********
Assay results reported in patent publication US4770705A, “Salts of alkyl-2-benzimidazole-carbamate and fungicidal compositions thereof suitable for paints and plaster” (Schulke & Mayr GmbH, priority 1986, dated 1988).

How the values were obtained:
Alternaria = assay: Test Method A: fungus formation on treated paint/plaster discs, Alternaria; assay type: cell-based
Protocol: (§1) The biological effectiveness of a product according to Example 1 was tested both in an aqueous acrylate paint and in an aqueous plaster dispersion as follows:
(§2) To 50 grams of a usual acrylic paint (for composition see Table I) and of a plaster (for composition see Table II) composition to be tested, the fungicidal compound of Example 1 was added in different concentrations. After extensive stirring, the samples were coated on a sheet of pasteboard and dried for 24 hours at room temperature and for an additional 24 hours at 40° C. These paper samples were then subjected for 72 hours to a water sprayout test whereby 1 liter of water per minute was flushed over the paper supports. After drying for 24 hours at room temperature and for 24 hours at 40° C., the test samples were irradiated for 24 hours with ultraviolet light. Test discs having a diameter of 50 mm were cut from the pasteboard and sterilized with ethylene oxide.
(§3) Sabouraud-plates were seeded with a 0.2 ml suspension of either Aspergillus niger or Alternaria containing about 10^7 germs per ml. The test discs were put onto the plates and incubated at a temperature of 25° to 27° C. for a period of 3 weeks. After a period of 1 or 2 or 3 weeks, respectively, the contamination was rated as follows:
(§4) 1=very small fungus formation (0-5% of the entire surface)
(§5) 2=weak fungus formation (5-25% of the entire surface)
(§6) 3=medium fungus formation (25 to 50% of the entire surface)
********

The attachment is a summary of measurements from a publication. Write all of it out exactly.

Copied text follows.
Assay results reported in patent publication US4770705A, “Salts of alkyl-2-benzimidazole-carbamate and fungicidal compositions thereof suitable for paints and plaster” (Schulke & Mayr GmbH, priority 1986, dated 1988).

How the values were obtained:
Alternaria = assay: Test Method A: fungus formation on treated paint/plaster discs, Alternaria; assay type: cell-based
Protocol: (§1) The biological effectiveness of a product according to Example 1 was tested both in an aqueous acrylate paint and in an aqueous plaster dispersion as follows:
(§2) To 50 grams of a usual acrylic paint (for composition see Table I) and of a plaster (for composition see Table II) composition to be tested, the fungicidal compound of Example 1 was added in different concentrations. After extensive stirring, the samples were coated on a sheet of pasteboard and dried for 24 hours at room temperature and for an additional 24 hours at 40° C. These paper samples were then subjected for 72 hours to a water sprayout test whereby 1 liter of water per minute was flushed over the paper supports. After drying for 24 hours at room temperature and for 24 hours at 40° C., the test samples were irradiated for 24 hours with ultraviolet light. Test discs having a diameter of 50 mm were cut from the pasteboard and sterilized with ethylene oxide.
(§3) Sabouraud-plates were seeded with a 0.2 ml suspension of either Aspergillus niger or Alternaria containing about 10^7 germs per ml. The test discs were put onto the plates and incubated at a temperature of 25° to 27° C. for a period of 3 weeks. After a period of 1 or 2 or 3 weeks, respectively, the contamination was rated as follows:
(§4) 1=very small fungus formation (0-5% of the entire surface)
(§5) 2=weak fungus formation (5-25% of the entire surface)
(§6) 3=medium fungus formation (25 to 50% of the entire surface)